Cutting a piece off a jnat

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Pie

you.. you got any more of them rocks?
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A cheap jnat, but still a rock. How is it done correctly?

I’m tired of the grit contamination from coarse stones on my atoma. I kinda wanna buy an akapin nagura but that seems excessive. My idea was to cut or bust off a piece of the binsui brick that I have to create a tomo, same with my amakusa. They were cheap mass produced stone so it doesn’t have to beautiful. Thoughts?
 
A wet tile saw will make this very, very easy. A circular saw with a diamond blade will also work in a pinch. Maybe try and find someone local to you, even a tile or stone shop, who will cut it for you.
 
Cleanest option would be probably be a water cooled tile saw indeed.

In a pinch, angle grinder with diamond disc?
If you have a steady hand it takes just a few seconds, even cheap discs that cost only a few bucks cut through an inch of concrete without effort.
 
I cut slates and coticles with a hacksaw. Should work fine.

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Thanks for the ideas guys. Might be something out of house at this point.

My white amakusa just proved I knew nothing about jnat edges tonight and I’m gearing up to jump face first into this again.
 
I vote for the hand saw solution. It is slow but relatively clean. Like others have said; get a carbide blade.

The fast but messy solution is probably something along the lines of what @Chopper88 said. If you have an angle grinder and somewhere you can get messy, this is an accessible option. I made a post about it here. It is a bit hazardous (obviously), so use care and good judgement. It can chip/fracture/break the rock if you arent steady or careful. It is also hard to make dead straight cuts. And did I mention it is super messy?? It is also quite messy. If you only want to do one cut, I recommend the handsaw.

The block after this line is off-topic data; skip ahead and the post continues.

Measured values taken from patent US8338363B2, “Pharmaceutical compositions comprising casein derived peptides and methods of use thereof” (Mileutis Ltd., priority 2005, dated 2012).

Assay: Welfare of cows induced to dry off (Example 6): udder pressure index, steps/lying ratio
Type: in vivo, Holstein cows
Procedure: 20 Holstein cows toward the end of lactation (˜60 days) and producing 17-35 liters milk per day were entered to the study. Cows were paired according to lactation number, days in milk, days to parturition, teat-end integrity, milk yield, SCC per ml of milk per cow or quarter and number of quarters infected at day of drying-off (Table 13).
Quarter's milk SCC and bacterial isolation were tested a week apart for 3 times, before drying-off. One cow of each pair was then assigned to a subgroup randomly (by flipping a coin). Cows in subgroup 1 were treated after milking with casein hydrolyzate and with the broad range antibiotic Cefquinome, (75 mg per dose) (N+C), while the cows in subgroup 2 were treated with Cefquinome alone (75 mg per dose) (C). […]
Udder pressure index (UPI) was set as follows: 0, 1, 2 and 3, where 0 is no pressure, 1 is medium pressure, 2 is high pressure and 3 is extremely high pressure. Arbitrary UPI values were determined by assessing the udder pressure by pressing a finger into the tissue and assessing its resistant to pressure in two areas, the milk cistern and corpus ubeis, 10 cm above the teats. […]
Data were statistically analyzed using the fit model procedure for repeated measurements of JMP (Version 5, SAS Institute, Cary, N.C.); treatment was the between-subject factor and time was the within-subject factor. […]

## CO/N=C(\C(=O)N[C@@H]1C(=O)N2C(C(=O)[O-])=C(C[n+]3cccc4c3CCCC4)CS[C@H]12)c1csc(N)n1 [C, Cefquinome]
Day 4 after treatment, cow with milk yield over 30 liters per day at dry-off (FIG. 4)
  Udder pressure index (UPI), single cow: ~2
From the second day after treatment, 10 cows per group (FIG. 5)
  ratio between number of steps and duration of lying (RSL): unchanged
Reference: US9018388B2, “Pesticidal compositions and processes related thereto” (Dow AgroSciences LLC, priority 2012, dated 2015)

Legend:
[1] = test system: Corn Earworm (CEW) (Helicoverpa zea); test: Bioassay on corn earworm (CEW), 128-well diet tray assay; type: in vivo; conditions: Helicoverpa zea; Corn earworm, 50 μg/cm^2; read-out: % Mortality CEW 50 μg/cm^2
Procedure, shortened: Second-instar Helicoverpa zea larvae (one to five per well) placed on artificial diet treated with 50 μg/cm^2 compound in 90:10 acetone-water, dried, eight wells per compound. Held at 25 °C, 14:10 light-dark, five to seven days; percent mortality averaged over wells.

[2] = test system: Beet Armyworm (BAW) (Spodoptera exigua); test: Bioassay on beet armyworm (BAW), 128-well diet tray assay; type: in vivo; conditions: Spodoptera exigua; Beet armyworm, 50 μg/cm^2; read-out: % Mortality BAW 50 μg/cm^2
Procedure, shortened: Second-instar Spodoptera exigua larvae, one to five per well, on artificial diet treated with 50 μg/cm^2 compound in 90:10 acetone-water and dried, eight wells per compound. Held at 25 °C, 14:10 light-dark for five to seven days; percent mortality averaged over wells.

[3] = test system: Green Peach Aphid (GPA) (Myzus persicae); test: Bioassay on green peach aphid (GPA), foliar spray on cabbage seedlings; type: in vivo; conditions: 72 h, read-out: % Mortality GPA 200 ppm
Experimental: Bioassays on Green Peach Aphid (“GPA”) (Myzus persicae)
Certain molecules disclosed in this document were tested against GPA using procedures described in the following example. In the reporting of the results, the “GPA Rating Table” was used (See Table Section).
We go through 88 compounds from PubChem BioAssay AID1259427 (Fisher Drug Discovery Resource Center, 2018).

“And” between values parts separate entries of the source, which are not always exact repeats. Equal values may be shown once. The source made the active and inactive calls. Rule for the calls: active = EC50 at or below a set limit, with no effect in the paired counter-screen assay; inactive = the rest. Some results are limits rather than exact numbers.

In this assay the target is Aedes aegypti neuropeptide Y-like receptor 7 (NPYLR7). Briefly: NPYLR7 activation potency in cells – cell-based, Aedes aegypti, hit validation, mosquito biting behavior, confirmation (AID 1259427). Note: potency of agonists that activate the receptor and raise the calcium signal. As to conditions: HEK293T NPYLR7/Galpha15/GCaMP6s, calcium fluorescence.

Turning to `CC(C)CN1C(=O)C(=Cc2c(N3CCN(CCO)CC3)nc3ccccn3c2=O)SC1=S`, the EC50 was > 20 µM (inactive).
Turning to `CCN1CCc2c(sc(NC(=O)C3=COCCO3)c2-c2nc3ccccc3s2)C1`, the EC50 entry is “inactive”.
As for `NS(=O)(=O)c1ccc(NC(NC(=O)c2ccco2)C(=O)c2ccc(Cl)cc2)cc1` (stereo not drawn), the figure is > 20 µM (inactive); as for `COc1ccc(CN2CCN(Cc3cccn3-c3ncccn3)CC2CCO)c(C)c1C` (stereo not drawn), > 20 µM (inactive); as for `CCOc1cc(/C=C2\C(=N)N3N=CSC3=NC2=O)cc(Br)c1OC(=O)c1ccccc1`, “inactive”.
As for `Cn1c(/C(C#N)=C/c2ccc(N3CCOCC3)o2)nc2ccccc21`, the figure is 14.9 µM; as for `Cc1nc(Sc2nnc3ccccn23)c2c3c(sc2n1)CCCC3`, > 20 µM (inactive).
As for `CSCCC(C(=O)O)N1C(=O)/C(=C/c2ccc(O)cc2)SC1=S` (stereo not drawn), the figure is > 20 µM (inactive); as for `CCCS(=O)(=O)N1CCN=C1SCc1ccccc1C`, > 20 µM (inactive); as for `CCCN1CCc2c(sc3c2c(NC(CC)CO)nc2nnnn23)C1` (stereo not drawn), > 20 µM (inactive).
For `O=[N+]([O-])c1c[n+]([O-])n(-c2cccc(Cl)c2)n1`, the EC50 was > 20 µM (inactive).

As many have noted, the 'correct' solution (if there is such a concept) is the wet tile saw. Fast. Clean. Straight. But this is probably the least accessible option....
 
Yes, you don't want to do this without a place you can make a little mess.

How messy one considers this is to be is a bit subjective though, I've cut tons of bricks and other stuff in the backyard while renovating, it just floats away with the wind. Wear a mask to prevent breathing in the dust though.

In this specific case to get straight edges, cut a little wider than desired and flatten each side of the stone on a diamond plate for example.
 
A whole bunch of good ideas here. If I come across the right tool I’ll definitely give it a shot, I’m curious to try multiple slurry combinations.

I’m thinking the cuts don’t have to be perfect, just relatively straight. There’s plenty of stone to take off a little extra.



You most definitely are sir! A decent full natural stone edge has eluded me since the beginning. It’s pure vanity at this point because synthetics were literally created for this but on principle, I must explore further.
 
You most definitely are sir! A decent full natural stone edge has eluded me since the beginning. It’s pure vanity at this point because synthetics were literally created for this but on principle, I must explore further.
I don't even see that as pure vanity, but rather as a healthy curiosity and urge to explore! Of course, synthetics are perfect for this, but they also make it easy. And you Sir, seem to want the whole package...
 
Yep - just a hacksaw or Japanese pull saw or something. Not very difficult even on hard stones unless they're novaculites, you can't really saw novaculites by hand.
 
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Huh. That wasn’t so bad. Used a regular saw and ended up with a bunch of fingerstones. Japanese saw did the trick but the teeth might have suffered a bit.

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Hahahaha oh god what have I done 🤣.

Mud not quite as aggressive as atoma mud, but it’s nice to work with. Really the meat and potatoes of the experience at around 1-2k. Reminds me of a heavy Starbucks drink creaminess with the crunchy sugar not fully dissolved yet.
 
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